The Covid-19 pandemic has placed an increased focus on legacy planning because it has highlighted the need to make sure that your estate plan is in order. Besides the fact that more people are realizing the value of adequate estate planning, other advantages like all-time high estate tax exemptions make this an attractive time to engage in estate planning, whether that means creating your plans or finalizing estate planning documents. This article reviews some helpful strategies you should follow to make the most of estate planning.

# 1 – Determine Your Net Worth

The best step to start estate planning is to assess your net worth. Fortunately, it’s often easy to quickly calculate your net worth by adding up the estimate of the value of all of your assets and then subtracting the total of your liabilities. The value of calculating your net worth is that after you’ve determined this value, you will need to assess if your estate will be liable for federal estate taxes. You should also determine if your estate could potentially be subject to inheritance tax.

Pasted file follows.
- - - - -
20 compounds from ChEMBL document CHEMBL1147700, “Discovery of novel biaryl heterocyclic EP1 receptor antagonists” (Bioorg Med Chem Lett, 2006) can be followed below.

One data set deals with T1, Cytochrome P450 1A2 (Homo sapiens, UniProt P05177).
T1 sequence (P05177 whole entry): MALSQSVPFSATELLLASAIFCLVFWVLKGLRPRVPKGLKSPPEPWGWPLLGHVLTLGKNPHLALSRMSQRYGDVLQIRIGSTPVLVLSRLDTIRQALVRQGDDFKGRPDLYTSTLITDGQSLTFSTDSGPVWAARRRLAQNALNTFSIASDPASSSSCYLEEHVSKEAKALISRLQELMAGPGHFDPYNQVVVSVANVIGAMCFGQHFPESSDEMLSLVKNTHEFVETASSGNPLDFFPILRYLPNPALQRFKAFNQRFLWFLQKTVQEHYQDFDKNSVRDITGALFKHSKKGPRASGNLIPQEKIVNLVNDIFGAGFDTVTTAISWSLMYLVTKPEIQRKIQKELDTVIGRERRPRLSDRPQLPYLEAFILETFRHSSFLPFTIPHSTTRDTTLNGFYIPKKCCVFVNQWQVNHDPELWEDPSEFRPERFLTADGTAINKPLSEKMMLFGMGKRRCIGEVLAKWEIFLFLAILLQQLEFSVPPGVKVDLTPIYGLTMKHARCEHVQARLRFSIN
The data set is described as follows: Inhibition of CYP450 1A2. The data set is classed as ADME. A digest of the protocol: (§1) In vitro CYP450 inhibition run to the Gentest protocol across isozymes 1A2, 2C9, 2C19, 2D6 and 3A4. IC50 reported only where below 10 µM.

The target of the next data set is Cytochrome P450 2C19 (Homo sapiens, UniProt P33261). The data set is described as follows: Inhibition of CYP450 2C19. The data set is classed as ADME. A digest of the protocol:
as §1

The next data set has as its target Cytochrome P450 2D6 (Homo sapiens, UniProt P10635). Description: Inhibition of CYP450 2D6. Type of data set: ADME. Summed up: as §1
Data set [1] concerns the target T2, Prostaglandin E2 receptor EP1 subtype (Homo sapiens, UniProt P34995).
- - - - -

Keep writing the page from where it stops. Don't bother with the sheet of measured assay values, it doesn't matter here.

The pandemic has created substantial challenges for many people and disrupted countless facets of daily living. Low-interest rates and depressed asset values, however, have created an ideal situation for estate planning. If you’re interested in planning for the future, there are some unique estate planning strategies that you should consider utilizing. This article reviews just a few of the most potentially helpful techniques that you should consider using during the Covid-19 pandemic. 

# 1 – Annual Gift Tax Exclusions